Delivery of a series of creative community engagement activities with local audiences, in response to the heritage and stories of Wandsworth and Young’s Ram Brewery, the oldest brewery in the country.
Working with The Brick Box, in 2015-2017, Catherine supported Neville Gabie's work to create a new contemporary restaging of a Ram Brewery dinner, inspired by a historical photograph found in Young's archive of a staff Christmas dinner held in Wandsworth Town Hall in 1948.
Catherine supported Neville in identifying people to invite to The Dinner, who had connections to the site from the past, present and future, including people from the local community, former Young’s employees, builders, developers and future residents. As part of this work, Catherine led the development and delivery of a series of creative community engagement activities with local audiences in response to the site’s heritage. The focus of this was to encourage a sense of ownership and pride of the local area’s history by sharing and telling different stories via creative commissioning and programming and inviting interest in the Dinner.
This included running an event as part of the British Science Week at the Ram Quarter stables (the only original remaining portion of the brewery), where a micro-brewery continued to run. The evening provided a platform for a series of different beer industry perspectives and an opportunity to build connections with previous employees and local people.
To provide opportunities to collect stories from residents and build connections in a unique and accessible way, Secret Platform Theatre Company were commissioned to deliver Everything Stops for Tea as part of the Wandsworth Fringe. Everything Stops for Tea is a playful light-hearted theatrical experience, shaped in a moment by audiences invited to share stories of living in Wandsworth in exchange for tea, biscuits and some stories of their own. The show is specifically made to be performed in non-theatre spaces, where audiences would stumble across it and was performed in Wandsworth library, outside the Pumphouse gallery and in a local charity shop.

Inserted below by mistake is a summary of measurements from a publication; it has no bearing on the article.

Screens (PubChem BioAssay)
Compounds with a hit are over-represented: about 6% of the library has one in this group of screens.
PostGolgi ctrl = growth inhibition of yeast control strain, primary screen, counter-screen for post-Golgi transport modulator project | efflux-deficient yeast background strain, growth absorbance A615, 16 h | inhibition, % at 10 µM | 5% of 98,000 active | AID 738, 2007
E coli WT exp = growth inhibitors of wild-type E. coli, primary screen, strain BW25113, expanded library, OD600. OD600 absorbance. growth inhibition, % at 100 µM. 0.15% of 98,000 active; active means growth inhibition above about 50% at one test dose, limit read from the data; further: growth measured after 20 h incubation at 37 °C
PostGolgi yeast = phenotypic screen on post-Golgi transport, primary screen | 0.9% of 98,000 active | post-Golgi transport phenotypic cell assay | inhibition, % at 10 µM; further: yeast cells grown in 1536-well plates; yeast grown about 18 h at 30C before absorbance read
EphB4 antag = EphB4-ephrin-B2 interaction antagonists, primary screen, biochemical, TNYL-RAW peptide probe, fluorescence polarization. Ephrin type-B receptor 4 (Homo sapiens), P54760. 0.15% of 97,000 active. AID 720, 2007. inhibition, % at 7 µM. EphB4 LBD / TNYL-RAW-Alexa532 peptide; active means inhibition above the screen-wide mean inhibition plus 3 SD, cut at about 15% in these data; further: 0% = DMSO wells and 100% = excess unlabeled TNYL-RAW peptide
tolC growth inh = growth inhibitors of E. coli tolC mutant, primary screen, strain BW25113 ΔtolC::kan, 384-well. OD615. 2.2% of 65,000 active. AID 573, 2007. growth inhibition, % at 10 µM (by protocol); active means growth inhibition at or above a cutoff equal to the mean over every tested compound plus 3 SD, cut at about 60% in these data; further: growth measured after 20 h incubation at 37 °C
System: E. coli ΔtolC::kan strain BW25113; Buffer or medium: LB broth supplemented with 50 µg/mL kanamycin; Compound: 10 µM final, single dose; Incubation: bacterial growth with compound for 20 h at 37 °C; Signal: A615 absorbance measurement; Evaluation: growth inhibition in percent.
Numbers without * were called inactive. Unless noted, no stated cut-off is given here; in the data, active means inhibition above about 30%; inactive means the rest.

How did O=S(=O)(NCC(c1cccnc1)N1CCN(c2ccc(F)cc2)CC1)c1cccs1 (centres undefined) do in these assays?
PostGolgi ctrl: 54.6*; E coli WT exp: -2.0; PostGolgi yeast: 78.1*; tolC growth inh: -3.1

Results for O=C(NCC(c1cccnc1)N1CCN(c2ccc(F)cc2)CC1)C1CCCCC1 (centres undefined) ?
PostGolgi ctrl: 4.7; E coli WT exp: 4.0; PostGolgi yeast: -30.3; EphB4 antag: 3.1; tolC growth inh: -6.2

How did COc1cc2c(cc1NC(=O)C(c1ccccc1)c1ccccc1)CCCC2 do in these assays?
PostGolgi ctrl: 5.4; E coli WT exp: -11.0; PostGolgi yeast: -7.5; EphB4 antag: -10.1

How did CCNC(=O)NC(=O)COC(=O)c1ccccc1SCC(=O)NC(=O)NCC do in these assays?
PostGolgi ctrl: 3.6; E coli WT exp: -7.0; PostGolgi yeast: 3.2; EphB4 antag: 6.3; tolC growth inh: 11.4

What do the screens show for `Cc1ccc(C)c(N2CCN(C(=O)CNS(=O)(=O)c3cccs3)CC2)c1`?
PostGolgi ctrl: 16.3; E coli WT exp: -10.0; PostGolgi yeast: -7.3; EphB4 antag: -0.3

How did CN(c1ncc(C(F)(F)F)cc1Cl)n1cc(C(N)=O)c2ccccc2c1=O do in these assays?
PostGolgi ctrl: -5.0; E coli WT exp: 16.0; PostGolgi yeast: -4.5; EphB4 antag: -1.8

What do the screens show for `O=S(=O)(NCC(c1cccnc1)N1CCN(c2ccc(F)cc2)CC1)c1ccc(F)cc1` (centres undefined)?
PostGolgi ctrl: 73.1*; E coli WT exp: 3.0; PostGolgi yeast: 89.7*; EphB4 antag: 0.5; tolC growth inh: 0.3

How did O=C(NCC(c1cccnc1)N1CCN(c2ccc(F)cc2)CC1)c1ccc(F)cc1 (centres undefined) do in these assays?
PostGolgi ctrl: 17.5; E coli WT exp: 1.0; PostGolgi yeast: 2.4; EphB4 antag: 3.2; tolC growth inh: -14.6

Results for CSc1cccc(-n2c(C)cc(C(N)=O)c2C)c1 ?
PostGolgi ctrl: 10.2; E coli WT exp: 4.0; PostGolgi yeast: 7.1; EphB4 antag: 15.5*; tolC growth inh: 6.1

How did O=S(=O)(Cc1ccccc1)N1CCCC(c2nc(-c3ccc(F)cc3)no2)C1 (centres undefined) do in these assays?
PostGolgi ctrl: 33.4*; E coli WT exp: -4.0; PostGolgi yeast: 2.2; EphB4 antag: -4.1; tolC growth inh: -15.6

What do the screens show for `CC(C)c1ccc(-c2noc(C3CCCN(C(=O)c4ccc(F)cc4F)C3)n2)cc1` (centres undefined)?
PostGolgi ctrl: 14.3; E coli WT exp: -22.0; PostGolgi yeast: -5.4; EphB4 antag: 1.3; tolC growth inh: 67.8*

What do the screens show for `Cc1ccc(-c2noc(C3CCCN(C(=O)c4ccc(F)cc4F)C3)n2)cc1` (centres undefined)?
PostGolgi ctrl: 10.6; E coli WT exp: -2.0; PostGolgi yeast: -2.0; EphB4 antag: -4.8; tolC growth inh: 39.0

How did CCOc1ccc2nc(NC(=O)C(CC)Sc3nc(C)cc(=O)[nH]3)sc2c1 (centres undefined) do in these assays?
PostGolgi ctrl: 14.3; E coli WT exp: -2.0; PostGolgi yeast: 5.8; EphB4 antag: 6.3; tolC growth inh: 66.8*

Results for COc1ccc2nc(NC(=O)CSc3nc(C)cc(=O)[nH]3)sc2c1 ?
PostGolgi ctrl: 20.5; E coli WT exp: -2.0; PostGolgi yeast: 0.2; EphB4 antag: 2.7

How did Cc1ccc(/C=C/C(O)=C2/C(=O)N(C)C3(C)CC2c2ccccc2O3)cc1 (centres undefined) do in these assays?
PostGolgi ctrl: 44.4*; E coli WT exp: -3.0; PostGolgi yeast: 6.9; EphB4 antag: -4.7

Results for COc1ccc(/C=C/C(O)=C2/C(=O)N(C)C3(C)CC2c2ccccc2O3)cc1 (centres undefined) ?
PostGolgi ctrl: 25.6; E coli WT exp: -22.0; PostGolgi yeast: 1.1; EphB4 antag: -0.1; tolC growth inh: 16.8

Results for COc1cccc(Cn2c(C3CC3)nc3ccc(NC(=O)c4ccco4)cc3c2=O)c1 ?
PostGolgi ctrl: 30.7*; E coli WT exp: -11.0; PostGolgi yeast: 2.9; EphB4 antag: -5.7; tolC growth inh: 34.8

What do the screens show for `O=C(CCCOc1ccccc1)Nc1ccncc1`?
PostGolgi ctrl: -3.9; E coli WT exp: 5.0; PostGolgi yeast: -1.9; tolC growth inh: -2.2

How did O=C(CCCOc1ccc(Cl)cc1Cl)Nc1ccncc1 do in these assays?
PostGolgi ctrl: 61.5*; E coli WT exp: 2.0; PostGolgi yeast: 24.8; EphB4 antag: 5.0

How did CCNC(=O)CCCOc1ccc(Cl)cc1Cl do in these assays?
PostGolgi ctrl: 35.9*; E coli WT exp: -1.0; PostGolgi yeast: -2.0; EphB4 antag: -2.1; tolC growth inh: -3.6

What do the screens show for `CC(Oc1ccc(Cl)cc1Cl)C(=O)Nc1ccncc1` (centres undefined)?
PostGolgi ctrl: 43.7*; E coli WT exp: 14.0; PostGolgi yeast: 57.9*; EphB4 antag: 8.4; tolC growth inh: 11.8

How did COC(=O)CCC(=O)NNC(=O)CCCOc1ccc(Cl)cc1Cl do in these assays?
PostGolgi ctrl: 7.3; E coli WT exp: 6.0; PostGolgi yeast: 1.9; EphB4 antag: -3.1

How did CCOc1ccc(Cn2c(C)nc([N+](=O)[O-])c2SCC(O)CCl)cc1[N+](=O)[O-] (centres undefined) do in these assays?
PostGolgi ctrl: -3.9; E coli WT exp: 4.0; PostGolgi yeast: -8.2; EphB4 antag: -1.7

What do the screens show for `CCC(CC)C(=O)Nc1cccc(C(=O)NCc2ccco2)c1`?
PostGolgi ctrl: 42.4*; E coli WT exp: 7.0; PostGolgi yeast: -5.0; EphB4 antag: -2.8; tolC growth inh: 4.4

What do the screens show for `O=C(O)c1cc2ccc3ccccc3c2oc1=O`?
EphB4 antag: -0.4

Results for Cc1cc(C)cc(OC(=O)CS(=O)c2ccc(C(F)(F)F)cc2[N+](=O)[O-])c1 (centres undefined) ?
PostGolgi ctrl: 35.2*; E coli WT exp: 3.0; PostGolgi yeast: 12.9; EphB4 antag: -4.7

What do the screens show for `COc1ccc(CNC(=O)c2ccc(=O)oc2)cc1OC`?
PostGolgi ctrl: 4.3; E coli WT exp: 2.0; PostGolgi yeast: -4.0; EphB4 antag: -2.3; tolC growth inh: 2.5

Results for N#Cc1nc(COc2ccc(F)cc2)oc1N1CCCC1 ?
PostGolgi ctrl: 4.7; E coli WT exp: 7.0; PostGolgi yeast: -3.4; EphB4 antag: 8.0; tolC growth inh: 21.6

‘I remember, but not recently, the smell of brewing in the town centre. In fact, if the wind was in the right direction (or wrong!), you could smell the hops all the way down in King George’s Park. And horses were visible all over the borough, even going up my road. They went to the local fete too. Gentle giants. In fact, if the wind was in the right direction (or wrong) you could smell them all down, King George Park.’ A Wandsworth resident sharing her memory of the Ram Brewery.
The final restaged Christmas dinner was held in September 2017, in the same location in Wandsworth Town Hall. As part of the evening, the same photograph was reconstructed. Neville then turned this into a 3-meter lightbox to be displayed in a new heritage centre, alongside a DVD containing interviews and additional contemporary and historical photos.